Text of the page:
Fly-tipping and Littering

– in the Scottish Parliament on 4th June 2020.

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Photo of Michelle Ballantyne Michelle Ballantyne Conservative

7. To ask the Scottish Government what steps it is taking to help reduce fly-tipping and littering. (S5O-04386)

Photo of Roseanna Cunningham Roseanna Cunningham Scottish National Party

The Scottish Government published a revised code of practice on litter and refuse in 2018, which sets out statutory guidance on the responsibilities of local authorities and other duty holders, and promotes a focus on prevention. As I mentioned in my earlier responses, we have recently developed with the Convention of Scottish Local Authorities and local authorities a national waste management marketing campaign and web resource that sets out how the public can manage waste responsibly at this difficult time, and which includes messages on fly-tipping and litter prevention.

Photo of Michelle Ballantyne Michelle Ballantyne Conservative

During the past week, with the easing of lockdown—[

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]—we have seen thousands of people flocking to beauty spots across Scotland, including in the Borders and along the East Lothian coast, to enjoy the sun. Many of those visitors were not respectful of the environment and dumped beer cans, cigarette butts and other litter in their wake, leaving locals to clear up the mess.

One complaint that I have had from quite a few constituents is that, because all the car parks are closed, large litter bins are not accessible to visitors. Has the Government considered reopening car parks and providing litter bins to prevent the constant dropping of litter all over the place?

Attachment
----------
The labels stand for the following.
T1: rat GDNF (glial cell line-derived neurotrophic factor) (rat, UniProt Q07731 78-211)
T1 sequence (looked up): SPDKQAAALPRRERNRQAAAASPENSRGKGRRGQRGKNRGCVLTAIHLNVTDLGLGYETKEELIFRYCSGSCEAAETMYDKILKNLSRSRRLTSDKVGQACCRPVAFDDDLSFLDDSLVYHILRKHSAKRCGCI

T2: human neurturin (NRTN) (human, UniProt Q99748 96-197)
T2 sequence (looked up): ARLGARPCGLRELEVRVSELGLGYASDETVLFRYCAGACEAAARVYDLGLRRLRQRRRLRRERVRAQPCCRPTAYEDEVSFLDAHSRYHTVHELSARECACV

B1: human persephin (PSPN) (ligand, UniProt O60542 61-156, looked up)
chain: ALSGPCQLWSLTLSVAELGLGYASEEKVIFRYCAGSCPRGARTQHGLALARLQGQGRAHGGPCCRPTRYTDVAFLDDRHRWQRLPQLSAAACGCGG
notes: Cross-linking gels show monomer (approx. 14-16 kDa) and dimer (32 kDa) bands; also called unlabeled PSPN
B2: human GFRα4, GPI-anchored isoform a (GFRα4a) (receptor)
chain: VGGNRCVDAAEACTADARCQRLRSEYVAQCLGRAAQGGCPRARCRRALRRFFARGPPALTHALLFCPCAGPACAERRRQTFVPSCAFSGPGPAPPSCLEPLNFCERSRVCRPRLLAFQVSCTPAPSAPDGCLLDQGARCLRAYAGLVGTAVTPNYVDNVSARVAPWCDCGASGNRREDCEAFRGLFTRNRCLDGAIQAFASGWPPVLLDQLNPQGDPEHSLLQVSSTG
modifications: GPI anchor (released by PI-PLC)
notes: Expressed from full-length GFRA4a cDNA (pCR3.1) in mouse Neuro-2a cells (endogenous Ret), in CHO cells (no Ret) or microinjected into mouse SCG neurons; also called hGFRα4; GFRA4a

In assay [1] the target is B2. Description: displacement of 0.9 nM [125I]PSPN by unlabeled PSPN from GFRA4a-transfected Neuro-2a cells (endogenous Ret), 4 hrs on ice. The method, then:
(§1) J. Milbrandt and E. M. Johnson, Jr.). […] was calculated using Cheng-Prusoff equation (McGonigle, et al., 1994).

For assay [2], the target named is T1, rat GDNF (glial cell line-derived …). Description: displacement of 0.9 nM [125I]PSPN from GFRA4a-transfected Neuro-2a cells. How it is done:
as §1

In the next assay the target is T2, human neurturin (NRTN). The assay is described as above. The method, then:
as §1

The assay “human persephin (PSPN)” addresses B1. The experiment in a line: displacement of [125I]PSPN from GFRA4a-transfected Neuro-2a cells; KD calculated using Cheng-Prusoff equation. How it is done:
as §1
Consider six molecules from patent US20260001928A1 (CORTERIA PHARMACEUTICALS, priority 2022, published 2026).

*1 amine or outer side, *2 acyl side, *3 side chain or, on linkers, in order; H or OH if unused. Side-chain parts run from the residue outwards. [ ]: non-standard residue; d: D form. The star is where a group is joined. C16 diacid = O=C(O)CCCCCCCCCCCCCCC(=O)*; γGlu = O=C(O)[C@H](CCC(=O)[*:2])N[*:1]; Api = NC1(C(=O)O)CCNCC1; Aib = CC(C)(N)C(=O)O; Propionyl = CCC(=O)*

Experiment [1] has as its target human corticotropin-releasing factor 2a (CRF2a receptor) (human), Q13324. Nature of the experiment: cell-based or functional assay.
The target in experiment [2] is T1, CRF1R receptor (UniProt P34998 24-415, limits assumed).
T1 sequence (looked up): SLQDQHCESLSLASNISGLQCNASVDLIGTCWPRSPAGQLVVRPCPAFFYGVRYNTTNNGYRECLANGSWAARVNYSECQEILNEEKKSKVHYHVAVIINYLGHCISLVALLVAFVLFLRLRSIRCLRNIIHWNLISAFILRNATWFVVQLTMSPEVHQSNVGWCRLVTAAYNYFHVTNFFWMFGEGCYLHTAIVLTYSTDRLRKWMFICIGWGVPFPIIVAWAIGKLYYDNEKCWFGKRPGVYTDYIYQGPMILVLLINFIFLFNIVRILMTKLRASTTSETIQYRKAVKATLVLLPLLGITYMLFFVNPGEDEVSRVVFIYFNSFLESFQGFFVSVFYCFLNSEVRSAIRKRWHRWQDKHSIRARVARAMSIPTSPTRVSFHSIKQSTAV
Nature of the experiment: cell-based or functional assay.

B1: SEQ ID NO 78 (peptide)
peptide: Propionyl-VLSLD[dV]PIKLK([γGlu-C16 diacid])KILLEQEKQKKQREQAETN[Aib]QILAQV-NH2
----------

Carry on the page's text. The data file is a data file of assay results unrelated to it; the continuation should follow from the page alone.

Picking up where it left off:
Photo of Roseanna Cunningham Roseanna Cunningham Scottish National Party

As the member probably understands, we are almost constantly having conversations about aspects of the lockdown and how to manage behaviours that we see developing. There are active conversations about how best to deal with the issues that arise around local hot spots. First and foremost, it is the public health issue that gives us concern. Equally, there are indirect results such as those that the member discussed. The issue about car parks, public toilets and so on is a bigger issue with respect to the public health message.

We might be able to look more carefully at how litter bins can be made more available and more easily accessible. As the member will be aware, that discussion has to be had with quite a large number of organisations, from the national parks to the local authorities, and we need to think about the fact that there might be different solutions for different areas. We also have to be careful not to incentivise even worse behaviour. I refer back to the public health issue that arises when people do not pay as much attention as they should.